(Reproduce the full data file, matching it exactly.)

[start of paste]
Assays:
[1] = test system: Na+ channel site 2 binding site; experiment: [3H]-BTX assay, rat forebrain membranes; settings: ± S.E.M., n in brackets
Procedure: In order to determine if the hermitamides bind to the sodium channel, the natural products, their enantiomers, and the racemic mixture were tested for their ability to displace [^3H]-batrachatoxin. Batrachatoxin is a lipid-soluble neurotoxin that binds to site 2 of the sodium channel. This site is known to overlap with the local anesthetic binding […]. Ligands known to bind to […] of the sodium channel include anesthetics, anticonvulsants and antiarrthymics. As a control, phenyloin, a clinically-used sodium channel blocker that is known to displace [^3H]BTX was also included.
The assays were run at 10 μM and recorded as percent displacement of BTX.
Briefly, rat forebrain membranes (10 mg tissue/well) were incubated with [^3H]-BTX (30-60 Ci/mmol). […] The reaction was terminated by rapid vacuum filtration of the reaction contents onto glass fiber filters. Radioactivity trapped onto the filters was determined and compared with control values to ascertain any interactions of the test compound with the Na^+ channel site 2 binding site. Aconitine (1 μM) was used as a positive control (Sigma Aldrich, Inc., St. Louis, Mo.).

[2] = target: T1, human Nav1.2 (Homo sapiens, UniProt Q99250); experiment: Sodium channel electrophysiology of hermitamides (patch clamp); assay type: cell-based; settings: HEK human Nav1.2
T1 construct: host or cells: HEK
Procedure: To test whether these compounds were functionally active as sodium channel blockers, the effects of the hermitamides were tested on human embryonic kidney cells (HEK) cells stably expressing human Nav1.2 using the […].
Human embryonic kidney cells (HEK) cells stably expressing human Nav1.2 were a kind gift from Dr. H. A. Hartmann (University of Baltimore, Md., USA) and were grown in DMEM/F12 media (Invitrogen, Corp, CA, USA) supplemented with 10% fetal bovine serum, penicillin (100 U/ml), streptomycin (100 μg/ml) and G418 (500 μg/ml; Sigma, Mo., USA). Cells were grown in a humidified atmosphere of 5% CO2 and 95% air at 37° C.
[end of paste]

Assays:
[1] = test system: Na+ channel site 2 binding site; experiment: [3H]-BTX assay, rat forebrain membranes; settings: ± S.E.M., n in brackets
Procedure: In order to determine if the hermitamides bind to the sodium channel, the natural products, their enantiomers, and the racemic mixture were tested for their ability to displace [^3H]-batrachatoxin. Batrachatoxin is a lipid-soluble neurotoxin that binds to site 2 of the sodium channel. This site is known to overlap with the local anesthetic binding […]. Ligands known to bind to […] of the sodium channel include anesthetics, anticonvulsants and antiarrthymics. As a control, phenyloin, a clinically-used sodium channel blocker that is known to displace [^3H]BTX was also included.
The assays were run at 10 μM and recorded as percent displacement of BTX.
Briefly, rat forebrain membranes (10 mg tissue/well) were incubated with [^3H]-BTX (30-60 Ci/mmol). […] The reaction was terminated by rapid vacuum filtration of the reaction contents onto glass fiber filters. Radioactivity trapped onto the filters was determined and compared with control values to ascertain any interactions of the test compound with the Na^+ channel site 2 binding site. Aconitine (1 μM) was used as a positive control (Sigma Aldrich, Inc., St. Louis, Mo.).

[2] = target: T1, human Nav1.2 (Homo sapiens, UniProt Q99250); experiment: Sodium channel electrophysiology of hermitamides (patch clamp); assay type: cell-based; settings: HEK human Nav1.2
T1 construct: host or cells: HEK
Procedure: To test whether these compounds were functionally active as sodium channel blockers, the effects of the hermitamides were tested on human embryonic kidney cells (HEK) cells stably expressing human Nav1.2 using the […].
Human embryonic kidney cells (HEK) cells stably expressing human Nav1.2 were a kind gift from Dr. H. A. Hartmann (University of Baltimore, Md., USA) and were grown in DMEM/F12 media (Invitrogen, Corp, CA, USA) supplemented with 10% fetal bovine serum, penicillin (100 U/ml), streptomycin (100 μg/ml) and G418 (500 μg/ml; Sigma, Mo., USA). Cells were grown in a humidified atmosphere of 5% CO2 and 95% air at 37° C.